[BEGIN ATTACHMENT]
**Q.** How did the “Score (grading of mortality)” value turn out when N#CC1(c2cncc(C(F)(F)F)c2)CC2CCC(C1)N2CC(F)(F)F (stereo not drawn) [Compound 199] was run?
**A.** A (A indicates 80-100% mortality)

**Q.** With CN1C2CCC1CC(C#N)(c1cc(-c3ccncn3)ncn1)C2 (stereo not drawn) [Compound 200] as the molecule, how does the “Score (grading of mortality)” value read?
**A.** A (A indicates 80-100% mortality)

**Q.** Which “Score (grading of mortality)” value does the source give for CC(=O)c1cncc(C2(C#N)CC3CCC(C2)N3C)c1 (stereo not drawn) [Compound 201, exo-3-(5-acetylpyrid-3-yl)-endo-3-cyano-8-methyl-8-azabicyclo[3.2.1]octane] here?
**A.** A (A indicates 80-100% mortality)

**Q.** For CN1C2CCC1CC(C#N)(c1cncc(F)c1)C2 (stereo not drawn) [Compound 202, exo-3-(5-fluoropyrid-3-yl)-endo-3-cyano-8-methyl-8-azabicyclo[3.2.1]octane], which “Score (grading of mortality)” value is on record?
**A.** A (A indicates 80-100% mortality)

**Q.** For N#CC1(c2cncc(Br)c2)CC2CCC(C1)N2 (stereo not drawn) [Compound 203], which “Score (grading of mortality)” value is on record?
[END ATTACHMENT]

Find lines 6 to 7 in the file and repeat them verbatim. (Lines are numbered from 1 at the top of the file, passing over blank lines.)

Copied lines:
**A.** A (A indicates 80-100% mortality)

**Q.** For CN1C2CCC1CC(C#N)(c1cncc(F)c1)C2 (stereo not drawn) [Compound 202, exo-3-(5-fluoropyrid-3-yl)-endo-3-cyano-8-methyl-8-azabicyclo[3.2.1]octane], which “Score (grading of mortality)” value is on record?